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F1 Hybrids Q: I see that some seeds in my vegetable catalogs are listed as F1 hybrids. They are usually more expensive than other seeds and other hybrids. Is it worth the money to get F1 hybrids? Is there an F2 or F3 hybrid? A: It might be worth the money if …Read more. Green Thumb Tool Awards Last week we talked about the five new plant varieties that have won the 2016 Green Thumb Awards presented by the Direct Gardening Association (formerly called the Mailorder Gardening Association). This week we look at the tools category. The …Read more. 2016 Green Thumb Awards Five new plant varieties and five new gardening products have won 2016 Green Thumb Awards presented by the Direct Gardening Association (formerly called the Mailorder Gardening Association). This is the 18th year of the Green Thumb Awards. Judges …Read more. All-America Selections 2016 Award Winners When you are looking at garden catalogs and plants in the garden center it is sometimes difficult to know how well the plant is going to do in your garden. The All-America Selections testing program is an independent, nonprofit organization that …Read more.
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Tips for Growing More Pussy Willow Branches

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Q: I love pussy willow branches in the spring. I have some in a vase, and I was wondering what to do to grow new ones. Occasionally, I have seen the ones in a vase sprout out some roots, but not that often. How do I get more of them?

A: Pussy willows are native to eastern North America, but they can be grown anywhere the winters are cold enough for them. They have male and female flowers on separate plants, and the male flowers are the pretty, fuzzy ones. If you already have some in a vase, then you probably already have the male-flowering branches. If you want to purchase a plant, you may want to buy it in bloom to be sure you receive a male plant.

They will root easily if the cuttings are kept in water. They are native to swampy areas and can be rooted in mud outdoors in the summer. Cut the top couple feet off a branch and stick it in a muddy shoreline. In a vase, dump out the water every couple of days and refill the vase with fresh water. You can add rooting hormone powder, which is available at garden centers, but that shouldn't be necessary on a willow. You can pluck off the few leaf buds that are under the water to create a small wound, which might force the stem to send out more roots.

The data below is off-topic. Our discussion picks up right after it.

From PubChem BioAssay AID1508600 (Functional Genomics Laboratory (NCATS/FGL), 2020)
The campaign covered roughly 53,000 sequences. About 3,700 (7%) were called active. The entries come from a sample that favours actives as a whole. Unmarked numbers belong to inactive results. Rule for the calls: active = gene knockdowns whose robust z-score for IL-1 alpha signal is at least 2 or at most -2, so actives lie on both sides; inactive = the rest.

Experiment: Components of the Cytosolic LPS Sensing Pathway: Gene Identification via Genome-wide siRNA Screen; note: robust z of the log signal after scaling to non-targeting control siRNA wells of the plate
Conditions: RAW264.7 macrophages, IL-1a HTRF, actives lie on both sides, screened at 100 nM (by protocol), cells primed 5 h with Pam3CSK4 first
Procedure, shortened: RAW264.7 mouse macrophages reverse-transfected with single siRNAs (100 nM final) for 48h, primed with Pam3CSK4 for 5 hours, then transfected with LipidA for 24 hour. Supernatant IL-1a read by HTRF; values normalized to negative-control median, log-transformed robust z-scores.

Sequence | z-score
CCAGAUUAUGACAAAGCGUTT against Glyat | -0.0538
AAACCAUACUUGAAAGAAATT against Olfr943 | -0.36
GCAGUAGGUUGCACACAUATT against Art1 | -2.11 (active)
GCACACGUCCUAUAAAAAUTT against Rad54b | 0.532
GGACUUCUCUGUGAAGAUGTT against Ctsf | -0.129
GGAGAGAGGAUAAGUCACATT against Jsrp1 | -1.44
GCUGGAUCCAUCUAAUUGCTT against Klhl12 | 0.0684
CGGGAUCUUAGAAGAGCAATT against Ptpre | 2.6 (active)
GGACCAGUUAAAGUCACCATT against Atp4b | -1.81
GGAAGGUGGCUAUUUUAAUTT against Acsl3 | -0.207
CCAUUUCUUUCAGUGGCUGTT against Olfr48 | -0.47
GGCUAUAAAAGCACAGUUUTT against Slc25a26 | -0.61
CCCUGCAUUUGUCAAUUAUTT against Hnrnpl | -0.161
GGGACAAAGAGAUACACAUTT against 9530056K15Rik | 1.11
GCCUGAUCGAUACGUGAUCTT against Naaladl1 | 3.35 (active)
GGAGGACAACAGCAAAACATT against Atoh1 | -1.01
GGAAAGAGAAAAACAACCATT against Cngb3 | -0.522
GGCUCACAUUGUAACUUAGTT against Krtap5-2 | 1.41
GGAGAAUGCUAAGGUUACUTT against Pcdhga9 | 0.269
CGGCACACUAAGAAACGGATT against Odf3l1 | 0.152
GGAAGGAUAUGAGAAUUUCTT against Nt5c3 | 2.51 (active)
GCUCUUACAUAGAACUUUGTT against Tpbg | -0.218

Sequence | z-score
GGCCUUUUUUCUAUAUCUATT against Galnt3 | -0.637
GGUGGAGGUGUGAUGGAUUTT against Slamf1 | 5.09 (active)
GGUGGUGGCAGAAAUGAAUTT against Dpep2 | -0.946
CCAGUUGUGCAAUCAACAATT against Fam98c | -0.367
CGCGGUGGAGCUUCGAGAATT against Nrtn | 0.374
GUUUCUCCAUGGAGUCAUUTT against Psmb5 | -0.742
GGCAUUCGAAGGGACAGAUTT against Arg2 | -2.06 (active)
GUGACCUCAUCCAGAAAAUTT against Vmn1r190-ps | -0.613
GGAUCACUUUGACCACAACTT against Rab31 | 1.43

Once they have rooted, they will send out side branches at the buds where the flowers are formed. After the last frost, plant them outside as the new leaves won't be able to handle a frost this year. It is best to plant them in the wettest area of the landscape, so you won't have to water them as often, but they may need to be watered this summer.

In late winter, prune them each year to get your branches for the vase and to keep the plant smaller.

They naturally grow to over 20 feet tall, but they can be pruned heavily once established. In fact, cutting them down to the ground or to just a few feet tall will encourage long branches to grow over the summer; it will make good stems for cutting.

Q: I received a gift of two small potted herbs in a pretty wooden basket. They were oregano and rosemary. The basket is lined with a tall plastic tray. They looked perfect when they arrived via the mail.

I watered them and set the basket in a sunny window, but when I looked at them a couple of days later, they were wilted so badly that they didn't recover. Do you think they were frosted during shipping or did I kill them somehow?

A: I think if they had been frosted, they would have not appeared to be in perfect condition when they arrived. Even though you watered them, my guess is that they still dried out. Many greenhouse plants have been watered daily or even several times a day. The potting soil is designed to drain quickly, so the plant's roots don't rot. If the soil was filled to the top of the pot, you wouldn't have been able to add much water before it ran off the pot — giving you the impression that the plant was well watered when it was just barely watered. If the plant was root bound so that the soil was completely filled with roots, the pot would dry out quickly.

So, after all that, I think the odds were stacked against you. It is important to check new plants often until you get a feel for how often it needs your attention. If you see that a plant needs water too often, it may be signaling that it needs to be repotted. You might have saved your herbs if you had used a larger pot of soil or a soil that holds more water instead of draining it quickly.

E-mail questions to Jeff Rugg at info@greenerview.com. To find out more about Jeff Rugg and read features by other Creators Syndicate writers and cartoonists, visit the Creators Syndicate website at www.creators.com.

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